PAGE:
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Wednesday, November 11, 2015

Steve Jobs 2015 * * * 1/2 Stars

Steve JobsDirector: Danny Boyle
Year: 2015
Rated R
Rating: * * * 1/2 Stars
Cast: Michael Fassbender, Kate Winslet, Seth Rogen, Jeff Daniels

If not for Danny Boyle's grainy, pronounced direction, the routine for Steve Jobs (my latest review) would grow rather tiresome. For the most part, this is a real ball breaker of a movie, a character study that aches and moans. Every scene is a frigid confrontation, every dramatis personae is a painstaking resolve, and every bit of dialogue written by Aaron Sorkin, strands of hurried validity (remember the jibber jabber in 2010's The Social Network?).

Anyway, if you decide to take in a viewing of "Jobs", you'll be doing what other patrons (and actual extras for the film) will be doing, looking from the outside in. This closed-off production masked as cinematic agoraphobia, has performances in it that I would categorized as master class. You don't see the wheels turning in any trouper's head. Heck, you don't see anyone really acting at all (this is a compliment).

Now Steve Jobs the movie, is about the non-fictional Steve Jobs, an American businessman and co-founder of Apple Inc. He died before he reached the age of 60, fathering a daughter he claimed wasn't his, creating a computer that could talk, and achieving a net worth of millions upon millions of dollars. The vehicle doesn't delve into his later years when his health declined (due to pancreatic cancer). And it doesn't give us a highlight reel of him inventing the iPod, iPhone, or iTunes. No this is a two-hour running time of Steve's life, spliced into three days within three different years (early 80's launch of the Apple Macintosh, 1988's launch of NeXT Computer, and 1998's premier of the iMac). Here, San Francisco's adopted son is portrayed as sullen and forthright, a miserable human being. He's the smartest a-hole in the room and he freaking knows it.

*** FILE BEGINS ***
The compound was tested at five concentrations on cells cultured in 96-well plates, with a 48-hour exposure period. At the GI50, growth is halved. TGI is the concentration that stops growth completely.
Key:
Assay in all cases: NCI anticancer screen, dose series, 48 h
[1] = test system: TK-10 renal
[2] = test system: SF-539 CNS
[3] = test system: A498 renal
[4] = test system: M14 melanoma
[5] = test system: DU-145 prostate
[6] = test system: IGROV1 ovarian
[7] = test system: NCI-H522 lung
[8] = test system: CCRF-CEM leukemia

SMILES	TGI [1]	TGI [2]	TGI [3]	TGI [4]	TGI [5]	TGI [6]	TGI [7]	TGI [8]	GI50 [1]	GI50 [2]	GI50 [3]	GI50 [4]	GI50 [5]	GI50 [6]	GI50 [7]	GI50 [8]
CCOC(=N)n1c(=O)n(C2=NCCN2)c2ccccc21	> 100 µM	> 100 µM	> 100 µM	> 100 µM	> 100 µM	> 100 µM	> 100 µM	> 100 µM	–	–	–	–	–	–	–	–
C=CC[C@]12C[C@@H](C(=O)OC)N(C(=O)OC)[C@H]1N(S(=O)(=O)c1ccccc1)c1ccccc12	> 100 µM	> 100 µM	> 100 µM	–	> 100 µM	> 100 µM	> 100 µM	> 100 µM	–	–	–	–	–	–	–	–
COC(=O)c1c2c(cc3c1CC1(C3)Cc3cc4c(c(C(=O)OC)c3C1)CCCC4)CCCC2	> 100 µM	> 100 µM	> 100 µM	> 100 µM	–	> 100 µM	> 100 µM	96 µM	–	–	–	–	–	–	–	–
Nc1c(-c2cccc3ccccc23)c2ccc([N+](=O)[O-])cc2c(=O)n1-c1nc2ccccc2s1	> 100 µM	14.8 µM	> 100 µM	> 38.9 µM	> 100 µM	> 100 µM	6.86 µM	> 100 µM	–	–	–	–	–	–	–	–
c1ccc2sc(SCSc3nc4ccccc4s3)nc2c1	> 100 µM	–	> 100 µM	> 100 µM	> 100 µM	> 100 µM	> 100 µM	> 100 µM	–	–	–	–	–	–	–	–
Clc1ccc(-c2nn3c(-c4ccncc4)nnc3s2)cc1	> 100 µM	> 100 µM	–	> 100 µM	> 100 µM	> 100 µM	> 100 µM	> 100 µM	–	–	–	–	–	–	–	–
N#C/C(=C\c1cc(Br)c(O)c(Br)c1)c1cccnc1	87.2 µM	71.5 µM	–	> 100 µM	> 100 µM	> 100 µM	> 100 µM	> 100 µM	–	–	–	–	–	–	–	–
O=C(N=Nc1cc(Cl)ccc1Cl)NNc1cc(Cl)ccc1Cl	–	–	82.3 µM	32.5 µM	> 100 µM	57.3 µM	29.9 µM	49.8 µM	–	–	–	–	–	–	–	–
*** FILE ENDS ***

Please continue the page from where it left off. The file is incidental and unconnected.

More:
In terms of casting, Michael Fassbender shines in the lead role, Kate Winslet is almost unrecognizable playing Steve's marketing director, Seth Rogen comes into his own as Steve's rival/erstwhile collaborator, and Jeff Daniels adds on to his dramatic chops (just like in The Martian) channeling Apple Inc.'s former CEO (John Sculley). In the realm of structure, there are some swift flashbacks towards the end (Jobs and his daughter revisit their lost moments), some longer flashbacks sprinkled throughout (everything happening before 1984), a complex screenplay that sort of recycles itself, and sequences where actors talk as if it's merely for sport. My favorite line is when Jobs quips, "musicians play their instruments, I play the orchestra". Slammer!

All in all, this is Boyle's twelfth flick to date. It pays homage to Arthur C. Clarke, gives a good-natured ribbing to Mr. Bill Gates, and has an unconcerned sense of time and place. In my opinion, it was probably released too early this year (October 9th to be exact). Here's hoping the Academy voters don't ignore "Jobs", actor Michael Fassbender, and actress Kate Winslet come January (their work deserves surefire award nominations). Bottom line: Steve Jobs is lean, mean Oscar bait yet it doesn't promote it, it earns it. Dialogue-driven, frustrating, exhausting, and psychologically formidable, you can already put it on my list of 2015's best films. Rating: 3 and a half stars.

Written by Jesse Burleson

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